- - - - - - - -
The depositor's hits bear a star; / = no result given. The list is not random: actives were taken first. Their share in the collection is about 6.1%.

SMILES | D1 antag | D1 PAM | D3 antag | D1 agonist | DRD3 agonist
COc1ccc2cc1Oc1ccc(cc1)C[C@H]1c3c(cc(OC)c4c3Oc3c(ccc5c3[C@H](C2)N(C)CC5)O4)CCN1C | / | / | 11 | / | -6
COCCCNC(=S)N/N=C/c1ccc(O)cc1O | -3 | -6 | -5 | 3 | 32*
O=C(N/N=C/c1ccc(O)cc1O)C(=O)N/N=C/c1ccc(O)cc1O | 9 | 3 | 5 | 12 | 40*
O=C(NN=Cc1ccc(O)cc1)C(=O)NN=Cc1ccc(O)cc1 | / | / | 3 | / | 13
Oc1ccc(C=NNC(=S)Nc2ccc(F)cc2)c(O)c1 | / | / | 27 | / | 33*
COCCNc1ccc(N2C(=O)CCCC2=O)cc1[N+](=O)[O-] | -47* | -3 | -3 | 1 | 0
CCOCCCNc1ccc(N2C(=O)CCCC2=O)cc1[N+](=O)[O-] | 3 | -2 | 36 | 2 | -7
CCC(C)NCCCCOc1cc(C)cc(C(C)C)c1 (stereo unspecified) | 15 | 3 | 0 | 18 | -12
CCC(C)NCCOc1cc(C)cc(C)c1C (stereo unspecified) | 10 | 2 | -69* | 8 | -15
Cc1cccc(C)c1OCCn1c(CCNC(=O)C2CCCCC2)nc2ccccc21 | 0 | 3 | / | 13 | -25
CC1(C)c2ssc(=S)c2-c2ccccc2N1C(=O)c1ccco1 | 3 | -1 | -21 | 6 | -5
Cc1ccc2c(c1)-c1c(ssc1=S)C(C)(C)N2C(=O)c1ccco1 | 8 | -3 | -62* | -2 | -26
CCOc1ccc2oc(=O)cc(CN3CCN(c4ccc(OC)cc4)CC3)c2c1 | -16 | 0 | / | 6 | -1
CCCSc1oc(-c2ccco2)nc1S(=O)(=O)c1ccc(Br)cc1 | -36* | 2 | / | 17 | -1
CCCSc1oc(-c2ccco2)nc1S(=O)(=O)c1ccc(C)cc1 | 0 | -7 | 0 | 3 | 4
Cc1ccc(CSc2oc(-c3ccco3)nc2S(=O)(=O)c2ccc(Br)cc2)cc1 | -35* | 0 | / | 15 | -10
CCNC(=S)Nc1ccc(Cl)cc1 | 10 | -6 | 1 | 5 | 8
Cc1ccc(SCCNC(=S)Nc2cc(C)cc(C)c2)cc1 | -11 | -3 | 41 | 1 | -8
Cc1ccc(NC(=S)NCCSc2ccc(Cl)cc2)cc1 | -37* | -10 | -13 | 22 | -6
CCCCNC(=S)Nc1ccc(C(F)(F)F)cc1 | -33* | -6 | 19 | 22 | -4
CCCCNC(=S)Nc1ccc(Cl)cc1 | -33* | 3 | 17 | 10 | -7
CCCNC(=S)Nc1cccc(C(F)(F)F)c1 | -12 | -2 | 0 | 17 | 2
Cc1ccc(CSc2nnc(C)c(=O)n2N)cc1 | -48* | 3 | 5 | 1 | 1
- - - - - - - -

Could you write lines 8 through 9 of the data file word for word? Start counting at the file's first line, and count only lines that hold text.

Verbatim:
COCCNc1ccc(N2C(=O)CCCC2=O)cc1[N+](=O)[O-] | -47* | -3 | -3 | 1 | 0
CCOCCCNc1ccc(N2C(=O)CCCC2=O)cc1[N+](=O)[O-] | 3 | -2 | 36 | 2 | -7